Why Are There Still Supply And Demand Issues For Refurbished Laptops?



Used computer equipment costs continue to rise due to supply and demand issues coming from all directions. Companies and school systems are trying to find ways to cope with an ongoing pandemic. Today’s blog from I.T. Supply Solutions answers, “Why are there still supply and demand issues for refurbished laptops?”

The Economy Still Works Remotely

More and more people will have to continue to work from home during the winter months, which means they need refurbished laptops for their daily work. Portions of the economy opened in the summer of 2020, but the pandemic has had a resurgence in the late months of 2020. Demand for used computer equipment will continue to be high until the pandemic is finally eradicated.

Slower Port Inspections

Many new computers are manufactured overseas. Ports have slower inspection times for several reasons, all of them related to the pandemic. Worker shortages, extra inspections to prevent the spread of the disease, and shutdowns overseas are all making the import process slower, thereby disrupting the supply chain of new computers. When companies and school districts could not buy new equipment, they turned to refurbished laptops as a cost-effective solution. That created more demand and less supply for used equipment.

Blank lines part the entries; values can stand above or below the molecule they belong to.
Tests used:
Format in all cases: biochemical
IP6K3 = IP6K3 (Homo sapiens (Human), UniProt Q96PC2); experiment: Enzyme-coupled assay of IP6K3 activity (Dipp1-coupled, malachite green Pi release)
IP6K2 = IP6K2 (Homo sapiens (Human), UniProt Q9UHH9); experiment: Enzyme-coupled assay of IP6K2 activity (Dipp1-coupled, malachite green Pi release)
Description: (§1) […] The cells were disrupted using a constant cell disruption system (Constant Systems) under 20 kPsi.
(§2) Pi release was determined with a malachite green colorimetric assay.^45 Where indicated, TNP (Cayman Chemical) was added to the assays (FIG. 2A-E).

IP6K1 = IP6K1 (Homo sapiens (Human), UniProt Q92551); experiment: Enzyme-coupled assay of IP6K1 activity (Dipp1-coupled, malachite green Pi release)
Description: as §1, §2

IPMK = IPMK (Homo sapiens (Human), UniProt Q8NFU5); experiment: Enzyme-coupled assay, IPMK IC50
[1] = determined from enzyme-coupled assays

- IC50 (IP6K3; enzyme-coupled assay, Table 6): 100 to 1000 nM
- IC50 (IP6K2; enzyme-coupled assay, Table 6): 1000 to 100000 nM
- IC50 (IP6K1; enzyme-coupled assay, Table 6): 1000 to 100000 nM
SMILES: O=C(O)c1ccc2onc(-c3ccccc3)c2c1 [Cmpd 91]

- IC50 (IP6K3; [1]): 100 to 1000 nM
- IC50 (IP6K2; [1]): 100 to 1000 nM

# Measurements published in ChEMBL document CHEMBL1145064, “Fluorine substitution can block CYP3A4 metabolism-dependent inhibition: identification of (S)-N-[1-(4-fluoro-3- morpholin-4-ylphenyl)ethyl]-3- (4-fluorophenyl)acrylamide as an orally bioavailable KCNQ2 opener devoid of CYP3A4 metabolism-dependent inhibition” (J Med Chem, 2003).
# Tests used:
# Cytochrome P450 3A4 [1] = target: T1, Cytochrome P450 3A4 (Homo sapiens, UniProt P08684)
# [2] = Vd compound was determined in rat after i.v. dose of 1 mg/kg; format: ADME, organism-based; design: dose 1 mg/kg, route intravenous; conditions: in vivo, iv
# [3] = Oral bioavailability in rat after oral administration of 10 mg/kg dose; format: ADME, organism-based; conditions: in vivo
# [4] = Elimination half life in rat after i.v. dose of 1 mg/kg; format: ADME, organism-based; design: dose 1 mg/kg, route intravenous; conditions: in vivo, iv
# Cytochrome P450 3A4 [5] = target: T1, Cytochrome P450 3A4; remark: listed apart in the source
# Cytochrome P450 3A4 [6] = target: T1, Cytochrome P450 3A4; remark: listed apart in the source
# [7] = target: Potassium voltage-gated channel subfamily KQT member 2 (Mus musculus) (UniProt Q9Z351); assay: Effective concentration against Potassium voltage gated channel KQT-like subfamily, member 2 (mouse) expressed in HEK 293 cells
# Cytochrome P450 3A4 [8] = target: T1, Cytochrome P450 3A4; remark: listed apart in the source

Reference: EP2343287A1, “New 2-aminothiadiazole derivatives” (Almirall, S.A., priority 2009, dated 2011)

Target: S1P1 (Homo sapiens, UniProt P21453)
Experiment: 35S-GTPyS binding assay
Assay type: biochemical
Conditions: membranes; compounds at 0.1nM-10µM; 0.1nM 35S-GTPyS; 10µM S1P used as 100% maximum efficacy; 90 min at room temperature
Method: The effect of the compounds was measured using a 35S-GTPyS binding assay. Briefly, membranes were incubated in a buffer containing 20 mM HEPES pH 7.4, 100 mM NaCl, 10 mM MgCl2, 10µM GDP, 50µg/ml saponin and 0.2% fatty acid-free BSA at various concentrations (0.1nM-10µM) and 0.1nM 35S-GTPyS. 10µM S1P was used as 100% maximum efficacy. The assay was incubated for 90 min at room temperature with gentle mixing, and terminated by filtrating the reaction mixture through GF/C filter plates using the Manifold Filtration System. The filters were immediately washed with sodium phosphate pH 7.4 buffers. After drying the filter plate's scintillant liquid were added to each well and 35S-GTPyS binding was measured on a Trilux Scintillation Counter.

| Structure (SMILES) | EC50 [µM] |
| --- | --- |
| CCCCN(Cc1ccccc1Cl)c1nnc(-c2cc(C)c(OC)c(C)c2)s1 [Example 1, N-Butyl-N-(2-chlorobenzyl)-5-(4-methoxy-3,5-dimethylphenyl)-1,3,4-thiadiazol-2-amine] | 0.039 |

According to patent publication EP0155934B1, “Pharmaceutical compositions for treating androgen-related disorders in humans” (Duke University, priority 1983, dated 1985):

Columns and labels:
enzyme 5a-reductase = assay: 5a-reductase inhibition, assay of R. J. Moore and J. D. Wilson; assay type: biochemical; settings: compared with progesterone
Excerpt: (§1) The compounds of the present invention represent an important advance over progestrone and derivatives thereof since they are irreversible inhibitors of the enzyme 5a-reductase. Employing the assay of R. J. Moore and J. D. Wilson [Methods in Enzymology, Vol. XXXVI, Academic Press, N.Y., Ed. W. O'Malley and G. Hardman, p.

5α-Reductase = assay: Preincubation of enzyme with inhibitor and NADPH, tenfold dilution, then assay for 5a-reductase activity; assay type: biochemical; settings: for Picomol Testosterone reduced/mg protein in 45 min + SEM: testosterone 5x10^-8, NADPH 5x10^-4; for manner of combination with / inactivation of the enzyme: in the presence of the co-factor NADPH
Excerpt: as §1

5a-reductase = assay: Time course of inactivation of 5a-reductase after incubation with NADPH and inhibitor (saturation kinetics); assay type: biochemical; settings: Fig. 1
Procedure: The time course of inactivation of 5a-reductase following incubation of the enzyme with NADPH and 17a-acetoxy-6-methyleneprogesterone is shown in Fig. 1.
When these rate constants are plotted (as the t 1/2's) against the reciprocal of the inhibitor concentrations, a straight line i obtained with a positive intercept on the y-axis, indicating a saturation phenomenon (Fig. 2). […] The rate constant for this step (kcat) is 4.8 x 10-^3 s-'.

Slower Domestic Deliveries

The U.S. Postal Service is the backbone of deliveries in the United States. But the agency is overworked, understaffed, and the demand for online orders for everyday items has spiked due to the pandemic. When it takes a longer-than-normal time to get items shipped across the country, refurbished laptops can fill a need in a short amount of time.

Many Large Purchases

School districts, government agencies, and large companies have made huge purchases of equipment all at once. Orange County, Florida, and Newport News, Virginia, made large orders of laptops for their students. Salt Lake City ordered a whopping 6,000 laptops in the spring of 2020. They were still waiting for parts of that order in October, six months later. Even with lucrative and large purchases, Chinese manufacturers prioritized business and governments over schools. Anyone who cannot find new equipment might turn to secondary markets for refurbished laptops, which continues to drive prices up.

Supplies Are Rebounding

Supplies are rebounding, and the third quarter of 2020 saw a rise in worldwide shipments of new computer equipment up 13 percent from 2019. But there is a problem with that. Online retailers and brick-and-mortar stores had deep sales during the winter holidays. That meant there are still supply and demand issues because retailers don’t want a bad holiday shopping season. Refurbished laptops represent one way to get around the hectic holiday shopping season if your company or school district still needs viable computer equipment.

Author: IT Supply Solutions